Also when it began, the feel of the protagonists attachment to her parents rang a little younger than I felt would  play for a post sexual experience teen. Had me confused.

Also recently read: All Clear and Blackout by Connie Willis. I really liked the historical detail in these two and the general idea of historians going back in time to study these pivotal events. However, I couldn’t fly with a central conceit that the characters agonized over and over again; Do we change history with each weeny interaction with the ‘contemps’? It was so fundamental and yet, this was an established culture that had been time travelling a long while and suddenly we seemed to have the first crop of self–questioners. And they self questioned lots and lots. Lots of reiteration made me impatient with the pace and, crap audience that I am, I began to skim the bits of self-questioning. So picky.  Anyway, the historical detail was really nice. My little mum lived through the blitz. She was just the other side of childhood, back from school in France, and wasn’t sent away. I think the bombings rattled her to the end of her days. She’d tell us about the house across the way with its’ bathtub hanging by one leg from the second floor into the elegant parlour. Every time she told that she’d laugh until there were tears in her eyes. It weren’t right.

Right now I’m reading Alastair Reynolds ‘Blue Remembered Earth.’  Love A. Reynolds. He’s challenging to read. You gotta jog to keep up. You can’t lapse into a booky coma. I often read at work, while other people are talking(ha!) and I can’t do it with this smarty-doublet. You have to stick your whole cabbage on, or your cow will really be on the ice, as the Swedes say. Some of them. Those with cows.  Again, Reynolds can’t write fast enough for me. But he does write long enough. This book is 505 pages. If my house were broken into it’d be the first thing I’d lob at the intruder. KUNK. It's a biggun. And I mistakenly ordered it twice, so I have the hardcover in case there are two invaders.  Also I have a statue of some kind of goddess with lots of pointy breasts and I think that could make an impressive impression in a skull. 

Did I mention I'm not naturally given to violence?

Right. Now I'm off to the garden to run my favorite default.

 

My Furs

09/27/2011

1 Comment

 

MY FURS

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My beloved dog, Kitty passed on to higher puppy planes this time last year. She had a pretty great final year. Her death was sudden. She was, in the words of a mentor: happy, happy, happy--dead. Not bad.

It wasn’t always great. When I first got her, I had scant info from the SPCA. Her owner,  an invalid, had had to give her up. She'd been in the SPCA a long time, transferred from Kelowna. Her name was Nikita, or Nikki. But I'd gone to get a cat, and remained fixated. Hence, Kitty. I know. I know. 

In her first year with me sometimes she'd see a man of a certain tall, spare, build and would get very excited, hopeful. If we passed park benches she would often curl under them as if by long habit. She missed someone terribly. And she was inconsolably afraid.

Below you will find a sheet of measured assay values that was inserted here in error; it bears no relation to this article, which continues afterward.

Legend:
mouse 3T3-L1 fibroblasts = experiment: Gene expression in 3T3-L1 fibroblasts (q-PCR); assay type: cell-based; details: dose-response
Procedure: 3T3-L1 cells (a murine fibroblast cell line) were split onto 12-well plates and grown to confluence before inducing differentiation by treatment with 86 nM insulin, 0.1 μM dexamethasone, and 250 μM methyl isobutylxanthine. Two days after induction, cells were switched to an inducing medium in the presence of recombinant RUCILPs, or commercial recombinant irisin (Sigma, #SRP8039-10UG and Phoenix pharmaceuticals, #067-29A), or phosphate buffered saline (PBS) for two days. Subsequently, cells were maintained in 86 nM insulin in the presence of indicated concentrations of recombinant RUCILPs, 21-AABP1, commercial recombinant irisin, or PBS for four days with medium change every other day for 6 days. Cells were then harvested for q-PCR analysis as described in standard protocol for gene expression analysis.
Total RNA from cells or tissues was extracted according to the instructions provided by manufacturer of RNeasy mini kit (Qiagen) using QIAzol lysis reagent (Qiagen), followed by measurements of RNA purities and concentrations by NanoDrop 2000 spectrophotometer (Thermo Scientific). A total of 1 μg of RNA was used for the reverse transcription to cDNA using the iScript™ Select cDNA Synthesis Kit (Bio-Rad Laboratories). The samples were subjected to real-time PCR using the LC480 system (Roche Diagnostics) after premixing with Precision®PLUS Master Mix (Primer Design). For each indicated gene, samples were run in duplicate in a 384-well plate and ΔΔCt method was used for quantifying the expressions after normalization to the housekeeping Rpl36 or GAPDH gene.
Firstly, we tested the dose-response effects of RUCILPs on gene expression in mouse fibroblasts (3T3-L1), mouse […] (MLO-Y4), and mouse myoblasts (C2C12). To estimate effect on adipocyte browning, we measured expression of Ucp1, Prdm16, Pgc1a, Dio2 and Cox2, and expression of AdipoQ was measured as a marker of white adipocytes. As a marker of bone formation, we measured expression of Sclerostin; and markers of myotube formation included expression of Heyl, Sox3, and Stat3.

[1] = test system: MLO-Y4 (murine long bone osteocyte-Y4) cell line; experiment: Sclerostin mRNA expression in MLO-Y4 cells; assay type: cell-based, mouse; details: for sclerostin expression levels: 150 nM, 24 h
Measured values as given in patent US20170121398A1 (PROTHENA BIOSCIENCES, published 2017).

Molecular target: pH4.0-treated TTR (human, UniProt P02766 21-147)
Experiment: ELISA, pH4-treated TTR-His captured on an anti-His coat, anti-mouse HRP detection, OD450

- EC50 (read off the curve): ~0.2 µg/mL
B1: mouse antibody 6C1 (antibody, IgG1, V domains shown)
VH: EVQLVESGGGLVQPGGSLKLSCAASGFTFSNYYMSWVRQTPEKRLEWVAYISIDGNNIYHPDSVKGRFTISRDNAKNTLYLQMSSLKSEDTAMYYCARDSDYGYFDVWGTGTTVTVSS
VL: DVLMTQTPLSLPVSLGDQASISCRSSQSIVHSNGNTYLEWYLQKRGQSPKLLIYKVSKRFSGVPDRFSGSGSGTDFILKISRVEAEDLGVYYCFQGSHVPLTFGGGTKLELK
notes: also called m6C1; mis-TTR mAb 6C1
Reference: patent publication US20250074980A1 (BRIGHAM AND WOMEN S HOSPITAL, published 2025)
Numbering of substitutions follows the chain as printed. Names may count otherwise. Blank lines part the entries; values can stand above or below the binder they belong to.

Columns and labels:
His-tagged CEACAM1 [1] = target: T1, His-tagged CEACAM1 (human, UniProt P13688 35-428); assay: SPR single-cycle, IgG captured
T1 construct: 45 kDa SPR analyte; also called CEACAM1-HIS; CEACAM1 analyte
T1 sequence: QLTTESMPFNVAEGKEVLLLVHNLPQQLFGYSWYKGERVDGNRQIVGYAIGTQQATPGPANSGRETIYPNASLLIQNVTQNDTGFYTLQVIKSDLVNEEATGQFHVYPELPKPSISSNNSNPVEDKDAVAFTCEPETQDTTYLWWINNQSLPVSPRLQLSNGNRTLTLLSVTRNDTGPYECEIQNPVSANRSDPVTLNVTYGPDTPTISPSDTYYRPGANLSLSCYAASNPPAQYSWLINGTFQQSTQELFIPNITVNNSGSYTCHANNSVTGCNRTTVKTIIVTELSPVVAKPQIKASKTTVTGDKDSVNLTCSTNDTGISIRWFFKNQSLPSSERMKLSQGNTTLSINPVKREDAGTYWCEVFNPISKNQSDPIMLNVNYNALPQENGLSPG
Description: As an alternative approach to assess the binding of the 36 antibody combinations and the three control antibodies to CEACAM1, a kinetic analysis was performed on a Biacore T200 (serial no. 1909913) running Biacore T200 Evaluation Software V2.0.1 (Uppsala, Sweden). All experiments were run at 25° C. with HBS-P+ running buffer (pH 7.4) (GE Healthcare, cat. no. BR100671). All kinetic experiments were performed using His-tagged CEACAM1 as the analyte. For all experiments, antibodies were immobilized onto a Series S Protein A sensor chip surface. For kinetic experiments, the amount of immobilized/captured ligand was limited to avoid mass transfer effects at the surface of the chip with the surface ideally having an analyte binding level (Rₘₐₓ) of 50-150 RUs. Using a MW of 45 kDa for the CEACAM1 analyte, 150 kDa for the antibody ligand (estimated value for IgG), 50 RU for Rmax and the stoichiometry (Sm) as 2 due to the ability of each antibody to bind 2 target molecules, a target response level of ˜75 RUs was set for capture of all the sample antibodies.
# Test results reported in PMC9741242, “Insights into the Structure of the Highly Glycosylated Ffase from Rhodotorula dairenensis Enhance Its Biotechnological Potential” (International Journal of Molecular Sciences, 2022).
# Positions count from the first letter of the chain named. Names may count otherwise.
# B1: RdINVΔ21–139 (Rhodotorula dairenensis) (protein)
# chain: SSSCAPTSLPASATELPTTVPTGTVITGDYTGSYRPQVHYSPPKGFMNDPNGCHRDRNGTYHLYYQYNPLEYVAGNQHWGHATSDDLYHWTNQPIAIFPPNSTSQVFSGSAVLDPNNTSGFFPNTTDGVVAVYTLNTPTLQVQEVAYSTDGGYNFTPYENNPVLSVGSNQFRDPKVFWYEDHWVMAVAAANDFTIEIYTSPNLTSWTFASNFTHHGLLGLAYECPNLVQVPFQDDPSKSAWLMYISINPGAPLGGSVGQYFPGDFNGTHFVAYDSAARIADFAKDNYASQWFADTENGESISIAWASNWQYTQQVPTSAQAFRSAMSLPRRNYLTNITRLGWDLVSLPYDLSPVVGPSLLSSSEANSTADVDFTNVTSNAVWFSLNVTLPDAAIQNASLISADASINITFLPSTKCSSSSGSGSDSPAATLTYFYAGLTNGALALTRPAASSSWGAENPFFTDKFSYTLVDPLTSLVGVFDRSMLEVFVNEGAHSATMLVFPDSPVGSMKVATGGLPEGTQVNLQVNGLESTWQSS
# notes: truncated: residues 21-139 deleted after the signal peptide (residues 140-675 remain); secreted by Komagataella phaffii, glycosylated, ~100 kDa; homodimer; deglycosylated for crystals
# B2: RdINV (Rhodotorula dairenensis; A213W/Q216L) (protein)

The slightest noise and Kitty rattled from the soul. After Halloween the first year, she never would go out at night again. There’s this bizarre firecracker thing in Vancouver at Halloween. Pop-up stores sell screaming spitting incendiaries to every girl and boy for about a month beforehand. You’d swear you were in a war zone. Halloween is a crap day to be a dog in Vancouver.  Anyway, from that point Kitty dug her paws in at the very idea of going out at night. You could drag her but she'd just shake. I mean really shake, like a machine that's had enough and the nuts and bolts are flying and taking out eyes.

I learned to listen for what might set her off. A truck backing up a few blocks away, and she might bolt.

She did like to go out predawn. The peace before our yappy minds and bangy ways get going. I’m still in the habit of walking through the woods before the sun is up  because of her. Me and the coyotes.

I took to singing affirmations for her when we walked, and if you think that’s flaky, I see your point, but it’s a small peak on my giant glacier of flakedom and I really can’t apologize. It’s who I am.
      
And so on for about twenty verses. The affirmations weirdly worked on other people. I sang “everybody loves my dog.” It worked, kinda. I rarely met a person  who didn’t go doo-lally at the sight of her. Well, she was beautiful.  Alas my affirmations did zip for her fear.

Then, year two, when Halloween was approaching again and I heard the first firecrackers start to go,  I was desperate. The first Halloween, her shakes lasted weeks.

I found a pet psychic in Kelowna. Yes I did. I can’t remember exactly what details she asked for—I think it was just the breed, species and problem.  Anyway, when she got back to me, she said  “stop singing to your dog."  I hadn't mentioned the singing. But apparently it made Kitty more nervous. She was always listening hard in case of danger, and I was ignorantly running interference. Plus,  she thought I wasn't paying attention. Double danger. So much for affirmations.